A commenter on my old post about configuring security headers on Nginx (and getting an A or A+ rating on securityheaders.io, now moved to securityheaders.com) asked for a version for Apache, so… here it is. It’s basically the same, just with the appropriate syntax changes:
|header always set Strict-Transport-Security “max-age=31536000; includeSubdomains; preload”||Enforces HTTPS on the entire site. Don’t use if you still need to provide HTTP, of course.|
|header always set X-Content-Type-Options nosniff||Prevents browsers from trying to “guess” MIME types and such, forcing them to use what the server tells them.|
|header always set X-Frame-Options SAMEORIGIN||Stops your site from being included in iframes on other sites.|
|header always set X-Xss-Protection “1; mode=block”||Activates cross-scripting (XSS) protection in browsers.|
|header always set Referrer-Policy “unsafe-url”||Makes the site always send referrer information to other sites. NOTE: this is not the most secure setting, but it’s the one I prefer; see below.|
|header always set Content-Security-Policy “default-src https: data: ‘unsafe-inline’ ‘unsafe-eval'”||Forces TLS (don’t use if you still need to provide HTTP); prevents mixed content warnings. NOTE: again, this is not the most secure setting; see below.|
About the last two settings, I’ll copy from my old post:
I choose to send referring information to other sites for a simple reason: I like to see where my own visitors come from (I don’t sell, share or monetize that in any way, it’s just for curiosity’s sake), and I’m a firm believer in treating others as I want to be treated. If you don’t care about that, you may want to change this to “no-referrer-when-downgrade“, or “strict-origin“.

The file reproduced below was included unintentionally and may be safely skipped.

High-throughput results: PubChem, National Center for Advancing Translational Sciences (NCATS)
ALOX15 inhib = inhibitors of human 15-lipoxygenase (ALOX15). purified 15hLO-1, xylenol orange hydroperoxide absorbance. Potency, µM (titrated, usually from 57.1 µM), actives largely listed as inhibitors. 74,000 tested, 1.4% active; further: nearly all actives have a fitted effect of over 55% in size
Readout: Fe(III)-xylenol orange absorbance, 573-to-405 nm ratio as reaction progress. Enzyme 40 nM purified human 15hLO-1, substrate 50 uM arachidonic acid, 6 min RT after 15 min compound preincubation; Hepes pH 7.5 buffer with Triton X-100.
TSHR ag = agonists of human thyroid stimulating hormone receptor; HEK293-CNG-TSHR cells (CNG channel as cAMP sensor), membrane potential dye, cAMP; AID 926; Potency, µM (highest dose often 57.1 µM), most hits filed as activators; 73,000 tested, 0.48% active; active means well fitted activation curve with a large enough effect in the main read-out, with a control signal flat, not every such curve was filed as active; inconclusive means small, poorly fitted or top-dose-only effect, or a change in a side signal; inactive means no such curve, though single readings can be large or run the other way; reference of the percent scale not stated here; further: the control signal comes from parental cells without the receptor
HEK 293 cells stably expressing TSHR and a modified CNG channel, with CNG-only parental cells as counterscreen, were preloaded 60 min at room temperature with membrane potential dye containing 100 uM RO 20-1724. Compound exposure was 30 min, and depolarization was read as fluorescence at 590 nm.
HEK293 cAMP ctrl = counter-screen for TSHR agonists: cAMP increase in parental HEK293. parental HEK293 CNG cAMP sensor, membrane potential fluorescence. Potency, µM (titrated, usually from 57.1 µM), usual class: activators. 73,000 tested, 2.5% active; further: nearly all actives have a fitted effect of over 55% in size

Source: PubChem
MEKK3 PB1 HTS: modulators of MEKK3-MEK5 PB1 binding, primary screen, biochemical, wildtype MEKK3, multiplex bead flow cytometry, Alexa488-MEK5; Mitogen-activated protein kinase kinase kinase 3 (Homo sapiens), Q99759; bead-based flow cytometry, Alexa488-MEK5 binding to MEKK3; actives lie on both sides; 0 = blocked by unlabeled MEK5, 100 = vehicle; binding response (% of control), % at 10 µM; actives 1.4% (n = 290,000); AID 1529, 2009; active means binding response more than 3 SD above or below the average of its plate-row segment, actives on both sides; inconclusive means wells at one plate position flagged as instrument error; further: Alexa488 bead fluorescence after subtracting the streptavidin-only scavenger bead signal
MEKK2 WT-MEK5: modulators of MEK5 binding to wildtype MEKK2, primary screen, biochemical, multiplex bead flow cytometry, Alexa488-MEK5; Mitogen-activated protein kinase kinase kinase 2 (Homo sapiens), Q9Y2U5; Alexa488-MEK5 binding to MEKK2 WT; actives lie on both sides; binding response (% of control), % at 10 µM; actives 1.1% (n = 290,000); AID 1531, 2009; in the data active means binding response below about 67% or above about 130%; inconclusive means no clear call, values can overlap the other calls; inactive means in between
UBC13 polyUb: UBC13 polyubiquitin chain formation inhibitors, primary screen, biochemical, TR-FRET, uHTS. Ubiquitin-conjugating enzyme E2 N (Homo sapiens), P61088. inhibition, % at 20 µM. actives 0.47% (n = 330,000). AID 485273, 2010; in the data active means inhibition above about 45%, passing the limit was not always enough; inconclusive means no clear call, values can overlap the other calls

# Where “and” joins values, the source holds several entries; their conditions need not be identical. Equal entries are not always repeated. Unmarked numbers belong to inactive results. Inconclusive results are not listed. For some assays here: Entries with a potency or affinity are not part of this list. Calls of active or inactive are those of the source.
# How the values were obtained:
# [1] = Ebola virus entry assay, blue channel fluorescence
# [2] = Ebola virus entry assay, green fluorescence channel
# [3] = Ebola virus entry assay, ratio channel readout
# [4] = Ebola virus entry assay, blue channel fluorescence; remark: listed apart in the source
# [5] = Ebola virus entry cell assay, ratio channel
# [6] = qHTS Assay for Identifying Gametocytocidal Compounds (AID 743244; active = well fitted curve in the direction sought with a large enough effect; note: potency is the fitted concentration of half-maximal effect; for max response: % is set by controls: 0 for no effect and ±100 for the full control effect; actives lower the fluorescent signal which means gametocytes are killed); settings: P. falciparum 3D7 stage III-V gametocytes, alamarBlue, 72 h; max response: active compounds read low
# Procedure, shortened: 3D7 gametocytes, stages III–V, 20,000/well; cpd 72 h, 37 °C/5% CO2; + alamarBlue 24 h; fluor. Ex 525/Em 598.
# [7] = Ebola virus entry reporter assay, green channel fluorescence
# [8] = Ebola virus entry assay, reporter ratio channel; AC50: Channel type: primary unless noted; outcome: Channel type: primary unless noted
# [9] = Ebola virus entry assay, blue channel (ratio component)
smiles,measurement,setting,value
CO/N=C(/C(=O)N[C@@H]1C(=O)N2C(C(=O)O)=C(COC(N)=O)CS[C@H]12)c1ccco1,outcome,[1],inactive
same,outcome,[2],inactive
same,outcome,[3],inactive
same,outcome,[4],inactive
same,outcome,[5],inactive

As for the Content Security Policy, anything more “secure” than the above prevents (or at least makes it a lot more headache-inducing) the use of inline scripts and/or external scripts, which would mean no external tools/scripts/content (or at least a lot of work in adding every external domain to a list of exceptions), and a lot of hacking on software such as WordPress (seriously: add the setting, but then remove the “unsafe-*” options and see what stops working…). You might use the most paranoid settings for an internally developed, mostly static site, but I fail to see the point. So, this and the paragraph above are the reasons for an A rating, instead of an A+.
Hope this was useful. 🙂
One Reply to “Apache: How to get an A (or A+) rating on securityheaders.com”
There’s a new header called “Feature-Policy”, supposed to specify which features and APIs a site can use. Apparently, it still doesn’t have much browser support (Firefox doesn’t support it, for instance), but if you want, you can play with it. If you simply want to prevent securityheaders.com from complaining about it, you can add something harmless like:
header always set Feature-Policy “midi none”
unless, of course, you have a site that’s supposed to play MIDI music on visitors’ browsers. Unlikely in 2019, I’d guess. 🙂